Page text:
capital, managerial inefficiency and inaccessible credit facilities from formal financial
institution among others as key problems. Long term development institutional credit was
known not to be available to SMEs because they are generally considered high credit
risks by financial institutions. The stated by Evbuomwan, Ikpi, Okoruwa and Akinyosoye
(2012) about 75.7% of their survey respondents relied mostly on own funds to finance
their businesses. A widespread concern is that the banking system in the sub sector
which supposed to be the major financier of SMEs is not providing enough support to
new economic initiatives and in particular to the expansion of SMEs and agricultural
sector. It is noted that commercial banks which retained liquidity levels in excess of
regulation have shown reluctance in financing SMEs (Sacerdoti, 2005). This motivated
Micro Finance Institutions (MFIs) to expand vigorously in a number of countries,
especially developing countries.
1.1 General Background of The Study
The condition of the rural dwellers remained deplorable in spite of the federal
government’s rural development programmes. Some researchers believed that
government’s centralize approach to this was the main reason why the programmes did
not achieve much of the desired results. A more participatory and decentralized
approach, which paves the way for the active involvement of these rural dwellers in their
development was advocated. The success of the participatory and rural development
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was predicated on the fact that 70% of the Nigeria’s population lives in the rural areas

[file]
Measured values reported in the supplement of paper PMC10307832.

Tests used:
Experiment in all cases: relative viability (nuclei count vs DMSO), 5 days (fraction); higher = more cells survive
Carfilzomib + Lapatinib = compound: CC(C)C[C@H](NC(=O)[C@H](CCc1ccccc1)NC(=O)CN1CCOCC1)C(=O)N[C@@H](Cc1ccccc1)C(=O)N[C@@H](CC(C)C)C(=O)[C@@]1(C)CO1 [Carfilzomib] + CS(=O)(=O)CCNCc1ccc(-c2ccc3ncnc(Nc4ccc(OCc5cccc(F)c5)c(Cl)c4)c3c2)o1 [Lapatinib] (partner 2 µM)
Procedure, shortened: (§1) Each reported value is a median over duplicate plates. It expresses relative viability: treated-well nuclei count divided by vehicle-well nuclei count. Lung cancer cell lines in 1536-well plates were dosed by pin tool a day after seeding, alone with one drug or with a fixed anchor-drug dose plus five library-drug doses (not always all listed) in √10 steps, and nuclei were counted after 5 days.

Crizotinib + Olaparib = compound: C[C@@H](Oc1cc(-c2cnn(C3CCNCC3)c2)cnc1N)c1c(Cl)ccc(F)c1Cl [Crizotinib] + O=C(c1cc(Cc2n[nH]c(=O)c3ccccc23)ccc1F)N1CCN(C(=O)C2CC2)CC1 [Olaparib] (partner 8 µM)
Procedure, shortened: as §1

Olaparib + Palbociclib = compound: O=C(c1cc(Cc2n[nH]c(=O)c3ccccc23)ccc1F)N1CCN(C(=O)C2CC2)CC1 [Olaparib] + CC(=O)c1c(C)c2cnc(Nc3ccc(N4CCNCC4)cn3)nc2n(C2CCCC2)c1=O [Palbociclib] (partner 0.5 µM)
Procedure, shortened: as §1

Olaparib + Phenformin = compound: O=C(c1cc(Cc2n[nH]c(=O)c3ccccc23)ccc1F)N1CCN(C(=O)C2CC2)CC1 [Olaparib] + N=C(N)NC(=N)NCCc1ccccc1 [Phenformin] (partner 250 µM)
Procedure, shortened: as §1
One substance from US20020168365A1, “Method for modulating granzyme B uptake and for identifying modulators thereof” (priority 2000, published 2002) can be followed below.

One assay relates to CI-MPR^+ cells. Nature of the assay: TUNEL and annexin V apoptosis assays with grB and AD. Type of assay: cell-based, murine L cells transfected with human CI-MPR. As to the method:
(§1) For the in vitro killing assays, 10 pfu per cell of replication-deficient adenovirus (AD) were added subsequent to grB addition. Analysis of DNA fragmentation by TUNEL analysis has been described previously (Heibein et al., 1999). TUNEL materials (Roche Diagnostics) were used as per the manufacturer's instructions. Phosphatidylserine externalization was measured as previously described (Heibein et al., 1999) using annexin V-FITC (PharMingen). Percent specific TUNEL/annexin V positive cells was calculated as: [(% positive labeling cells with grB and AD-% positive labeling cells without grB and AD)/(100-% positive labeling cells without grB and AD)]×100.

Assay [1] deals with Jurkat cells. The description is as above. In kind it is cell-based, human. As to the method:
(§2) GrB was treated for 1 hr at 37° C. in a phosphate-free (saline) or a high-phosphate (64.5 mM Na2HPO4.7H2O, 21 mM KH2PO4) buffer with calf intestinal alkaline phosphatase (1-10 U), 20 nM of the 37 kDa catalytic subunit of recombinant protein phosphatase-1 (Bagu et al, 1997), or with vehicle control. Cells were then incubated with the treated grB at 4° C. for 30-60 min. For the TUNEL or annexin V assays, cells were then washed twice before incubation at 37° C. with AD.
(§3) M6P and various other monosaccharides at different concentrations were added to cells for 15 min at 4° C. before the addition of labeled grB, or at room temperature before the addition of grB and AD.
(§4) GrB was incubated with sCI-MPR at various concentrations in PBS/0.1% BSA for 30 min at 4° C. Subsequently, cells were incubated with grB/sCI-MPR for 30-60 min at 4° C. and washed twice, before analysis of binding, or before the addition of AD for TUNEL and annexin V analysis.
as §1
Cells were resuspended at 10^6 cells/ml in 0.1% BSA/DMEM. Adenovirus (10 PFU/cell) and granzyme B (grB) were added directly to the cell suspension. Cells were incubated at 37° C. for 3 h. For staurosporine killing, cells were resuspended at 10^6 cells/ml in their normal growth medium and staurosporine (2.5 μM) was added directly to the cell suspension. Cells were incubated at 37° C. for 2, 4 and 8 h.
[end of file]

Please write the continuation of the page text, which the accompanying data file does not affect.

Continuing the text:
where potentials for agricultural production abound. Development of local arts, crafts and
technology has also been described as a veritable means of laying a solid technological
base for Nigeria. These small scale industries are more labour intensive and hence
generate more employment. The capital ratio is very low and seems better suited to the
development of home grown technology.
Naturally, poor people are excluded from formal financial system all over the world.
Exclusion ranges from country to country depending on the level of development, that is,
less in developed more than developing countries. Absence of access to formal financial
services has made poor people to develop a wide variety of informal community based
financial arrangement to meet their financial needs. Microfinance is created to fill this gap
(Acha, 2008).
Microfinance is the lending of small amount of capital to poor entrepreneurs in order to
create a mechanism to alleviate poverty by providing the poor and destitute with
resources that are available to the wealthy. According to Anyanwu, (2004) microfinance
bank is not just providing capital to the poor, but also combat poverty at an individual
level. It has a role at institutional level. It seeks to mob excesses liquidity among the poor
in rural areas and create institutions that deliver financial services to the poor, who are
continuously ignored by the formal banking sector.
In Africa and other developing regions, microfinance institutions (MFIs) are regarded as
the main source of funding micro enterprises (Anyanwu, 2004). Formal credit and
savings institutions for the poor are also available around the globe providing customers
who were traditionally neglected by commercial banks a way to obtain financial services
through cooperative and development finance institution. Suffice it to say that the
unwillingness or inability of the formal financial institutions to provide financial services to
the urban and rural poor, coupled with the unsustainability of government sponsored